1. Initiation of SF-182. After the determination of need, they should complete the SF-182 and obtain supervisory approval signatures.
      2. Obtain HR approval for compliance with regulatory requirements;
      3. Returning proof of course completion to the HR Policy Branch so that their training records can be updated;
      4. Keeping copies of all pertinent training forms and documents.
    5. The HR Policy Branch has a wide variety of duties and responsibilities. These include:
      1. Certification that a training activity or course meets regulatory requirements;
      2. Locating suitable courses or programs for career development opportunities;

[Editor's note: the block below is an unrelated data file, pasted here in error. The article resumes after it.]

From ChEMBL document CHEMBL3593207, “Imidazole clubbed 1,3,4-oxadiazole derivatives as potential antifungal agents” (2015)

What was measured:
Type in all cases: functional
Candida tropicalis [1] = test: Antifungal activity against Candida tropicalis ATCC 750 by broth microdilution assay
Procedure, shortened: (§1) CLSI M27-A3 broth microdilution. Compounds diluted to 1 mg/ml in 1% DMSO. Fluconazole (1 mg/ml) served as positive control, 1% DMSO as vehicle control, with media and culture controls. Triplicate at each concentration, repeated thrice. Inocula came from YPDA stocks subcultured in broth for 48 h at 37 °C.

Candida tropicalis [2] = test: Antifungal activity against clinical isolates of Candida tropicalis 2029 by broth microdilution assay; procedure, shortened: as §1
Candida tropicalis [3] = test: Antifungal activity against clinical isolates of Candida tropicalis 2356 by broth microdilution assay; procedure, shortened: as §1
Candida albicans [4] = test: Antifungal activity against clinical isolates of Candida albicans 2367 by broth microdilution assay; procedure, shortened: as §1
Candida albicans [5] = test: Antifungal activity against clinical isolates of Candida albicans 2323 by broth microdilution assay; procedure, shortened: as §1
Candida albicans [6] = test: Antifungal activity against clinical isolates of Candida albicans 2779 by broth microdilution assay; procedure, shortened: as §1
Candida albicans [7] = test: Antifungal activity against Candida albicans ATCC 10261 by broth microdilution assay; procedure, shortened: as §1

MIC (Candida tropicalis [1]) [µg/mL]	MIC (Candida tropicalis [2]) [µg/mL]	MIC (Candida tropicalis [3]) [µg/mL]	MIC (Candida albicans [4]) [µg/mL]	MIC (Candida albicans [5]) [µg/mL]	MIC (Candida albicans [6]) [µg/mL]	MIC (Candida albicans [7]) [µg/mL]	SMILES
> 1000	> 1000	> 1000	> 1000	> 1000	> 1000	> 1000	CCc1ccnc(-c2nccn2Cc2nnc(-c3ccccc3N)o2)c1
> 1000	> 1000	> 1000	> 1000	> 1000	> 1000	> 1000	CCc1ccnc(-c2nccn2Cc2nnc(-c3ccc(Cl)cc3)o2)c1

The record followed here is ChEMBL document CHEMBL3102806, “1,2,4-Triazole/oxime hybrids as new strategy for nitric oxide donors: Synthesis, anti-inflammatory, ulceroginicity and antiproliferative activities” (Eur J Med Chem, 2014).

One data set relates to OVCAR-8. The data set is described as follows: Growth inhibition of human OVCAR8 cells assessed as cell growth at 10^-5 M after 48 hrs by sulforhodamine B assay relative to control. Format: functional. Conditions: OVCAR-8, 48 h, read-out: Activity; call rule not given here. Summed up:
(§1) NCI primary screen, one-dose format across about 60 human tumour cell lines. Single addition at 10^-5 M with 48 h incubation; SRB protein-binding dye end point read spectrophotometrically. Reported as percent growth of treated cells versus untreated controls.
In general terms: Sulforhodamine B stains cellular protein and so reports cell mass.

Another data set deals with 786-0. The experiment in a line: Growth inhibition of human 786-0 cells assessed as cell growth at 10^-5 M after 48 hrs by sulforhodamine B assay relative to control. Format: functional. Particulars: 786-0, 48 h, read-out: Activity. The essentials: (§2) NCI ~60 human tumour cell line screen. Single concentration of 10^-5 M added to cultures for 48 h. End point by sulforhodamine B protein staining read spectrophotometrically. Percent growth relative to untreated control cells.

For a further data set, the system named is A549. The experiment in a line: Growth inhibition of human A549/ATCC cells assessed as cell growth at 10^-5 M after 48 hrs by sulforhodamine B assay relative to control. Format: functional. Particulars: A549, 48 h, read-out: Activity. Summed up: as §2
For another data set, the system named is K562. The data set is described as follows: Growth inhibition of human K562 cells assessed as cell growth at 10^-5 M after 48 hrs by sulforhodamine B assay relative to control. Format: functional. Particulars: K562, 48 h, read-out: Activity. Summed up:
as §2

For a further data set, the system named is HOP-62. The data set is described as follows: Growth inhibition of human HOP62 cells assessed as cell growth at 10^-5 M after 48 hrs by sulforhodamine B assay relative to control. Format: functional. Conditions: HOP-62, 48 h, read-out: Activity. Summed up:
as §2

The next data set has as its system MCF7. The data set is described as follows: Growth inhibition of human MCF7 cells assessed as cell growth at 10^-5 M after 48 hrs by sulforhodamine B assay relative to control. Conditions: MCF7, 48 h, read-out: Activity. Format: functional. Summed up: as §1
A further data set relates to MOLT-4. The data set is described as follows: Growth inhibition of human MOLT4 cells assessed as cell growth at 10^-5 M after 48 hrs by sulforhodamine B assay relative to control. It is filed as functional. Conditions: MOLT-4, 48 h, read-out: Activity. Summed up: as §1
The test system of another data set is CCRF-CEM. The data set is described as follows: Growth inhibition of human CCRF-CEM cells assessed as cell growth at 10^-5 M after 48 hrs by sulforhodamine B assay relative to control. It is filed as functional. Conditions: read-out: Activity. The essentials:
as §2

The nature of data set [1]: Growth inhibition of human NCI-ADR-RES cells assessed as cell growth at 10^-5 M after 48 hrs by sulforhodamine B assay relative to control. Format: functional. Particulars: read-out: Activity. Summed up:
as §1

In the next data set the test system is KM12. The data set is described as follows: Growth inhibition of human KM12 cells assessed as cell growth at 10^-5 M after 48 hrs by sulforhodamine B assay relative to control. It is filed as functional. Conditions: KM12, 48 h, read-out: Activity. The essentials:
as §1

3. Arrangement of the payment for career development activities;
      4. Tracking training and development for the organization;
      5. Arranging special training activities;
      6. Reviewing and making suggestions for IDPs as requested;
      7. Working with supervisors on gap analysis and recommended training during "opportunity periods," also called "Performance Improvement Plan" periods


  2. Types of Training:
    Under the law, career development activities may be full or part- time, during duty or off duty hours, day or evening or any combination of these. They may be carried out by classroom, on-the-job, technology based, conference/workshop, blended, or correspondence. Training activities may be provided by:
    1. DoDEA,
    2. Another Government agency,
    3. A school, college or university,
    4. A manufacturer or corporation,
    5. A professional association,
    6. Other competent persons or groups in or out of the Government,